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Myths of Censorship: The Realities and Misperceptions of “Cancel Culture” (WP-22-07)

Nicholas Dias, James Druckman, and Matthew Levendusky

Few principles are as central to American democracy as freedom of speech. Yet, some argue “cancel culture”—i.e., censoring offensive speech—undermines this crucial tenet. The authors offer a theory of why people “cancel” others and test it using a conjoint experiment with a representative sample of Americans. They find that when Americans engage in canceling, they do so because of what was said, regardless of the speaker’s identity. Cancellation reflects an attempt to redress speech considered harmful, not punishment borne of partisan or racial animosity. But the researchers also show that the public is significantly misinformed about cancellation: People overestimate the extent to which canceling occurs and they misconstrue why it happens. Even though partisan bias does not cause canceling, (mis-)beliefs about canceling could exacerbate partisan animosity. These findings help to unravel the dynamics of contemporary American free speech.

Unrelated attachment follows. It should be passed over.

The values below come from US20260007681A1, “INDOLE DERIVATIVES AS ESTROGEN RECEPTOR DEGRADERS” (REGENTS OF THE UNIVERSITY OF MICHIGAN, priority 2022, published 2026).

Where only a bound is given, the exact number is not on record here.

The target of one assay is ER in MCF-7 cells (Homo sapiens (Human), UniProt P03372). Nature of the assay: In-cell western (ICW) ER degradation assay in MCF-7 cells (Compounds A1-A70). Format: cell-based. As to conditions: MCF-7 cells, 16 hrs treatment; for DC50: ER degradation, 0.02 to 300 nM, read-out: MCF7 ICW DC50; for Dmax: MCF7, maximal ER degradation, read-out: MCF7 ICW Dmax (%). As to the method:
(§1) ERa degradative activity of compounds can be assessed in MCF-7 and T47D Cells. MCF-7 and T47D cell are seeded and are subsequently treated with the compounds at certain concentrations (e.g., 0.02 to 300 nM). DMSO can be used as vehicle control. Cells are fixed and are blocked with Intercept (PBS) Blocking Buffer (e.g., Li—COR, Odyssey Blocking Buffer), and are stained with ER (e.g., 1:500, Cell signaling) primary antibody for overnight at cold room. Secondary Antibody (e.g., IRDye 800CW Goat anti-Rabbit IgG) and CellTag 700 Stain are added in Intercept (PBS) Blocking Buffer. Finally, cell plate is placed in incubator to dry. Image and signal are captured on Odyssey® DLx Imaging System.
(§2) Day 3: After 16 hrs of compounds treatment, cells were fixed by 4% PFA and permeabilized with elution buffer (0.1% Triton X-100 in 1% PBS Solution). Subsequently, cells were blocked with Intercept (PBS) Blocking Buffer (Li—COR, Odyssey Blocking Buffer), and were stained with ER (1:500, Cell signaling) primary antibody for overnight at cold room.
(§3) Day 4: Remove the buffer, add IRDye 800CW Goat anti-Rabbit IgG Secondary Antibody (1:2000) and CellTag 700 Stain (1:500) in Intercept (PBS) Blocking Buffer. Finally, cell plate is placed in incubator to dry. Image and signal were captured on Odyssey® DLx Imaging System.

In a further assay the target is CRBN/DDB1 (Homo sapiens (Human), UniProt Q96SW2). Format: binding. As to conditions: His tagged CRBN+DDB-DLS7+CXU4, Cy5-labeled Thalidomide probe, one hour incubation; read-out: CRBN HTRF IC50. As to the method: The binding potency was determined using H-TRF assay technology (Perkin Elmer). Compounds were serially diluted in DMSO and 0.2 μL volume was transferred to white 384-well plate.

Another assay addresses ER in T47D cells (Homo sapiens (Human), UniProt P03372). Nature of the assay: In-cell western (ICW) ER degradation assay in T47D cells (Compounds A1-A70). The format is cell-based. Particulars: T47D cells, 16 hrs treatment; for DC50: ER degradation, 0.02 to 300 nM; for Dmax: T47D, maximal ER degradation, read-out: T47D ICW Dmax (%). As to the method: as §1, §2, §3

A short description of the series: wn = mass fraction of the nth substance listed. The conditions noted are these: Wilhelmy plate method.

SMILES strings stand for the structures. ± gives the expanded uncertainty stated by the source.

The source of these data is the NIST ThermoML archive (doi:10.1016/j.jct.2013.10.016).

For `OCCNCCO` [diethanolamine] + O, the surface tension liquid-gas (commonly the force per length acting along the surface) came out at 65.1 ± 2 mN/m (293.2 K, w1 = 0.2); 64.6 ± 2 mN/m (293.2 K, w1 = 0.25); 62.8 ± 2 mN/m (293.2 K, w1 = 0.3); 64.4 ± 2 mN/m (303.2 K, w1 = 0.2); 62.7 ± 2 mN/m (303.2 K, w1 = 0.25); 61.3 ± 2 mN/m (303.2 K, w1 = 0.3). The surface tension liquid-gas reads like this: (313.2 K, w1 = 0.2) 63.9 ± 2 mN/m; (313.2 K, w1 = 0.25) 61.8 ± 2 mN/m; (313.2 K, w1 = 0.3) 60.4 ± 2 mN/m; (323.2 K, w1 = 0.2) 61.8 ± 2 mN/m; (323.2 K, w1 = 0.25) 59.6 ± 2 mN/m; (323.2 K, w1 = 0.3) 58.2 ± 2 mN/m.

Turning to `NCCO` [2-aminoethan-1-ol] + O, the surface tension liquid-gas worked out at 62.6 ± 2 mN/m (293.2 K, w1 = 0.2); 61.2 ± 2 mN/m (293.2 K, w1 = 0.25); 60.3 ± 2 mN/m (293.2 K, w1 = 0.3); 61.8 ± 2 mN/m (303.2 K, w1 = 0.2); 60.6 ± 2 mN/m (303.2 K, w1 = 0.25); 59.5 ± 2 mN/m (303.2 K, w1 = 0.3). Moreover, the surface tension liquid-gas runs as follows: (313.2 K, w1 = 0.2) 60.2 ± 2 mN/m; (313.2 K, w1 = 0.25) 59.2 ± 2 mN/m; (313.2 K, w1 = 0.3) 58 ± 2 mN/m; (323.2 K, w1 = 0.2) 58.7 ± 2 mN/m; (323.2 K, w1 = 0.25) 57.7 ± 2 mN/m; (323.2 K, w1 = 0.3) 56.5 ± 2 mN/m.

Nicholas Dias, Annenberg School for Communication and Department of Political Science, University of Pennsylvania

James Druckman, Payson S. Wild Professor of Political Science and IPR Fellow, Northwestern University

Matthew Levendusky, Professor of Political Science and Stephen and Mary Baran Chair in the Institutions of Democracy, Annenberg Public Policy Center, University of Pennsylvania

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